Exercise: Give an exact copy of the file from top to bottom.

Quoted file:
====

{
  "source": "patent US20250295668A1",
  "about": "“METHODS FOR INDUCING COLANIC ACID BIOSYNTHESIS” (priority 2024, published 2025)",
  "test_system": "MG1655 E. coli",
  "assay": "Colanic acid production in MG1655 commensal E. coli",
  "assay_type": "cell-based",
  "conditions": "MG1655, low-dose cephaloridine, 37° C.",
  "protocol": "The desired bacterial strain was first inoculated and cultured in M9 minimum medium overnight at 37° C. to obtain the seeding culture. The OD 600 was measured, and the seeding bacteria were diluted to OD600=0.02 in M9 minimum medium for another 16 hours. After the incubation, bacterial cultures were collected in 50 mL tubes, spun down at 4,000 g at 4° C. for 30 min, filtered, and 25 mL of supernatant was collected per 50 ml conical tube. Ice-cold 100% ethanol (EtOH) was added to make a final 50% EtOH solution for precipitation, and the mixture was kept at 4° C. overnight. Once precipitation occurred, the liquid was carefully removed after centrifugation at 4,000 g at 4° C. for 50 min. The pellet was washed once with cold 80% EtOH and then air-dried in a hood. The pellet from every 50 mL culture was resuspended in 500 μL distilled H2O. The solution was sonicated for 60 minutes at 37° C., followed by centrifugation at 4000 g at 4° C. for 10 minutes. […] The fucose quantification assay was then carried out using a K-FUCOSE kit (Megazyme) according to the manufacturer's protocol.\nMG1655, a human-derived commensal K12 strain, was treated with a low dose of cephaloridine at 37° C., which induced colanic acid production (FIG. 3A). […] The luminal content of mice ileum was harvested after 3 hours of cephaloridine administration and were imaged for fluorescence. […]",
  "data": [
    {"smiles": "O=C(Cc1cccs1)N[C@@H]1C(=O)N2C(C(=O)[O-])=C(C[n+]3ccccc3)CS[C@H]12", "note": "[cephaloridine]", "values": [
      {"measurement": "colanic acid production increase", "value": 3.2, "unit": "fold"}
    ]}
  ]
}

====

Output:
{
  "source": "patent US20250295668A1",
  "about": "“METHODS FOR INDUCING COLANIC ACID BIOSYNTHESIS” (priority 2024, published 2025)",
  "test_system": "MG1655 E. coli",
  "assay": "Colanic acid production in MG1655 commensal E. coli",
  "assay_type": "cell-based",
  "conditions": "MG1655, low-dose cephaloridine, 37° C.",
  "protocol": "The desired bacterial strain was first inoculated and cultured in M9 minimum medium overnight at 37° C. to obtain the seeding culture. The OD 600 was measured, and the seeding bacteria were diluted to OD600=0.02 in M9 minimum medium for another 16 hours. After the incubation, bacterial cultures were collected in 50 mL tubes, spun down at 4,000 g at 4° C. for 30 min, filtered, and 25 mL of supernatant was collected per 50 ml conical tube. Ice-cold 100% ethanol (EtOH) was added to make a final 50% EtOH solution for precipitation, and the mixture was kept at 4° C. overnight. Once precipitation occurred, the liquid was carefully removed after centrifugation at 4,000 g at 4° C. for 50 min. The pellet was washed once with cold 80% EtOH and then air-dried in a hood. The pellet from every 50 mL culture was resuspended in 500 μL distilled H2O. The solution was sonicated for 60 minutes at 37° C., followed by centrifugation at 4000 g at 4° C. for 10 minutes. […] The fucose quantification assay was then carried out using a K-FUCOSE kit (Megazyme) according to the manufacturer's protocol.\nMG1655, a human-derived commensal K12 strain, was treated with a low dose of cephaloridine at 37° C., which induced colanic acid production (FIG. 3A). […] The luminal content of mice ileum was harvested after 3 hours of cephaloridine administration and were imaged for fluorescence. […]",
  "data": [
    {"smiles": "O=C(Cc1cccs1)N[C@@H]1C(=O)N2C(C(=O)[O-])=C(C[n+]3ccccc3)CS[C@H]12", "note": "[cephaloridine]", "values": [
      {"measurement": "colanic acid production increase", "value": 3.2, "unit": "fold"}
    ]}
  ]
}